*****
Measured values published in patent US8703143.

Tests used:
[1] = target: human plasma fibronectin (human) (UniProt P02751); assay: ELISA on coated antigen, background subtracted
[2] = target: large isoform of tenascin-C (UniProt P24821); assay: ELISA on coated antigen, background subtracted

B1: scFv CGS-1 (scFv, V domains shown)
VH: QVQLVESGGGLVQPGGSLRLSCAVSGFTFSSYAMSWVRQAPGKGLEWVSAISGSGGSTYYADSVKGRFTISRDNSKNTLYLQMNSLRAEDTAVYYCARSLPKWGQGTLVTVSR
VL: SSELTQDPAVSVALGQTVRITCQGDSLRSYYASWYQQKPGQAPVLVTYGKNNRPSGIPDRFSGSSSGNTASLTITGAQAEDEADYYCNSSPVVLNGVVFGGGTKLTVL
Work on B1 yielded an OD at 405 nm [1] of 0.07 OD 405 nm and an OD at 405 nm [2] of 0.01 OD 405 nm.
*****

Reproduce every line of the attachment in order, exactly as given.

Measured values published in patent US8703143.

Tests used:
[1] = target: human plasma fibronectin (human) (UniProt P02751); assay: ELISA on coated antigen, background subtracted
[2] = target: large isoform of tenascin-C (UniProt P24821); assay: ELISA on coated antigen, background subtracted

B1: scFv CGS-1 (scFv, V domains shown)
VH: QVQLVESGGGLVQPGGSLRLSCAVSGFTFSSYAMSWVRQAPGKGLEWVSAISGSGGSTYYADSVKGRFTISRDNSKNTLYLQMNSLRAEDTAVYYCARSLPKWGQGTLVTVSR
VL: SSELTQDPAVSVALGQTVRITCQGDSLRSYYASWYQQKPGQAPVLVTYGKNNRPSGIPDRFSGSSSGNTASLTITGAQAEDEADYYCNSSPVVLNGVVFGGGTKLTVL
Work on B1 yielded an OD at 405 nm [1] of 0.07 OD 405 nm and an OD at 405 nm [2] of 0.01 OD 405 nm.